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How the Dark Web Hand-Delivers Malware

Introduction

The name itself sound ominous, but how much do you really know about the dangers posed by the Dark Web? It’s a breeding ground for cybercriminals to talk and exchange malicious services; for this reason, Dark Web monitoring tools are becoming more commonplace, to detect if your information is for sale or use on this underground marketplace. However, your compromised PII is not the only threat that the Dark Web poses.

Unfortunately, it’s becoming easier than ever to purchase malicious software online – if you know where to look. Find out what are the biggest risks to your business and how they appear on the dark marketplace so you can better defend against modern threats to your business.

Threats Up for Sale

The Dark Web is more than a place to sell stolen passwords and confidential information, although these are certainly industries that flourish within that illegal underbelly of the internet: The US currently has 1.6M credit card numbers up for sale there, surpassing any other country. The Dark Web is a significant and growing threat.

You can also buy “bundles” of various malicious software, such as ransomware codes that are ready to deploy. They sell for as little as $10 or tens of thousands for more complex packages. Just like a legitimate business model, these sellers offer discounts and deals, customer support, and online reviews to draw in new business. That’s what makes these ransomware kits (also known as “ransomware as a service”) so dangerous to companies like yours.

That’s not all. Dark Web buyers can also find…

  1. Phishing kits for as little as $7

  2. Malware toolkits, including Trojans to access systems and the ability to perform other malicious activity once instead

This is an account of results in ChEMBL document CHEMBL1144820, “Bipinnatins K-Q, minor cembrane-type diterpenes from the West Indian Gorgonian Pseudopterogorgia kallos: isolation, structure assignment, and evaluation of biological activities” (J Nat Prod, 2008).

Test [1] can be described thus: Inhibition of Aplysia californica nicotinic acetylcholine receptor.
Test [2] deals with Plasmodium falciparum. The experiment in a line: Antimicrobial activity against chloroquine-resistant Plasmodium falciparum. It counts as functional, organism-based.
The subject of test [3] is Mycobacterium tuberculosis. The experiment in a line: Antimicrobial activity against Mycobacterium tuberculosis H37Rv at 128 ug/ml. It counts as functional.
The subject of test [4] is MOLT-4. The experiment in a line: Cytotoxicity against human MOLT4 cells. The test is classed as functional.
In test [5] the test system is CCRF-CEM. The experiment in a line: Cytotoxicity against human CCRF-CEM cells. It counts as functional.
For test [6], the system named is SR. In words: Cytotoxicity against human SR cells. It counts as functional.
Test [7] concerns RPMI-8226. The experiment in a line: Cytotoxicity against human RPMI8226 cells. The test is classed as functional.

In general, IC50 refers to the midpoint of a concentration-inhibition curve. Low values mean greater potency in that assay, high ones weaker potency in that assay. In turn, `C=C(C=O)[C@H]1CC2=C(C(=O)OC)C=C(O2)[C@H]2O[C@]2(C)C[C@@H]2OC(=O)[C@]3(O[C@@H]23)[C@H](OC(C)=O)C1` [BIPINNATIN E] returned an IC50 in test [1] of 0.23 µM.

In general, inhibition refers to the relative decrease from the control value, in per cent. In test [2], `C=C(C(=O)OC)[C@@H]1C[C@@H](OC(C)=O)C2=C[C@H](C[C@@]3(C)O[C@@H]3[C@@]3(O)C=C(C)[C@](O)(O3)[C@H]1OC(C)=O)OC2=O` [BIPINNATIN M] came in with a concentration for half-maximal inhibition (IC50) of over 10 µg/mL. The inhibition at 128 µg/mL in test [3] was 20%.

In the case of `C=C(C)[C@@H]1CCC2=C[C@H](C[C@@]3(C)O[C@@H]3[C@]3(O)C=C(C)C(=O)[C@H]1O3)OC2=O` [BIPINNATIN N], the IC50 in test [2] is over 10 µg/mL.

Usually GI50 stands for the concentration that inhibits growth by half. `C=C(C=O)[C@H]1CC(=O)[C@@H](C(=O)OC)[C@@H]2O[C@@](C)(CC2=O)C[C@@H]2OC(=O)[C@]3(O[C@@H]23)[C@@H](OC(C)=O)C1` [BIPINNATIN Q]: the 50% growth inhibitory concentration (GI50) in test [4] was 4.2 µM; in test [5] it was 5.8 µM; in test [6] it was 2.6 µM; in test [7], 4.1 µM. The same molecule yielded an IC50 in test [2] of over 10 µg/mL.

3. Codes for hacking and stealing passwords

  4. Starter kits for beginning hackers

  5. Viruses and other malicious threats

Protecting Data from the Dark Web

With so many malicious software options readily available for anyone with the money, inclination and criminality to obtain, you can begin to see why it’s so important to protect your PII (personally identifiable information). Dark Web monitoring is one way to do that.

Basically, automated processes scan the Dark Web for traces of your personal data up for sale. They typically check the common dark marketplaces, and can look for information like your email, driver’s license, social security, phone number, bank accounts, credit cards and more. Find free services or more in-depth, paid plans and start protecting your personal data today.

As always, updating your software and keeping up-to-date with the latest technology and security measures are all important ways to prevent compromise in the first place. Fraud detection alerts are useful ways to catch data theft early, like when banks send an SMS message to confirm suspicious purchases. In this vein, two-factor authentication stops hackers from getting into your accounts even with the correct password and are thus vital in preventing data theft.

Conclusion

The Dark Web has a host of dangerous services, and provide ways for cybercriminals to crack or purchase your PII so that a breach occurs before you even know that your data was stolen. There are, however, services out there which automatically detect compromised credentials and notify the user so they can take immediate action.

If you do find your PII exposed on the Dark Web, there are steps you can take. For example, changing your passwords immediately and making sure they don’t match across your various accounts will help prevent initial theft via tactics like password spraying. The more you know about what threats are available to cybercriminals today, the better you can take up defense and bolster your overall cyber safety.

References

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